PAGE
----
Cigarette seekers are igniting ire in Kanesatake
Even though Kanesatake smoke shops shut their doors over a week ago, in keeping with provincial health guidelines, non-Indigenous people looking for tobacco products have continued flocking to the territory.
Many are ignoring closed business signs, entering blocked parking lots, and breaking social distancing protocols in their search for cigarettes.
"I've seen them turning into one store after another. They get out of their cars and try looking into buildings. They're even knocking on the doors of nearby homes desperate to find cheap tobacco to purchase," said Kanesatake Grand Chief Serge Simon.
He said the actions of these unwelcome visitors is endangering the lives of residents.
"It's angering many of our community members that others would be so selfish as to expose our people to this virus. We don't want anybody coming here unnecessarily and wandering around our community the way they've been doing," said Simon.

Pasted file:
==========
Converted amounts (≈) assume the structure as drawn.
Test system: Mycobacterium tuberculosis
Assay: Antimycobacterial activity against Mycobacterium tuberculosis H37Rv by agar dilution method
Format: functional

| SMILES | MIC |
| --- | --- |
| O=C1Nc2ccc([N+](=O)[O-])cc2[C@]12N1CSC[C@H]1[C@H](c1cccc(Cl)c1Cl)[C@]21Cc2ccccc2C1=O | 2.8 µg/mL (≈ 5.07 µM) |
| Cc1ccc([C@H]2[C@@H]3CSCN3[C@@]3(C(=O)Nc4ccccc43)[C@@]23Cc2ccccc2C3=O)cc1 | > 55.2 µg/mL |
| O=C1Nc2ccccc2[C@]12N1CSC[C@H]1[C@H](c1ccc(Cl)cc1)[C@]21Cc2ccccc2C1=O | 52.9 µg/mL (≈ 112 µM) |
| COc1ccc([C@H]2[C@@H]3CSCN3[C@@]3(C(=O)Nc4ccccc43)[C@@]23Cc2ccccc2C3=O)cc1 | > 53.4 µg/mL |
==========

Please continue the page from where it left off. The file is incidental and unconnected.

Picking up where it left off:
According to the Mohawk community leader, more than 50% of Kanesatake residents have health complications that would render catching COVID-19 fatal.
"Since first contact, many First Nations civilizations have been wiped out by disease. Today is no different. We have a lot of people in our community who suffer from underlying conditions at a rate higher than the national average. It puts them at higher risk of death from the virus," he said.
The Grand Chief said anyone caught bothering community members will be dealt with severly, including being banned from returning to the territory.
"People here need to feel like they're safe," said Simon. "I want people to stay away for their own safety until things level off and it's okay for us to resume sales, whenever that will be."
Only two stores remain open on the territory to provide essential goods and neither one will be selling tobacco until all stores reopen.
Chantale Bourdeau, Nurse Manager, Lachine Hospital and Pavillon Camille Lefebvre
Jean-Pierre Lacroix, president of Shikatani Lacroix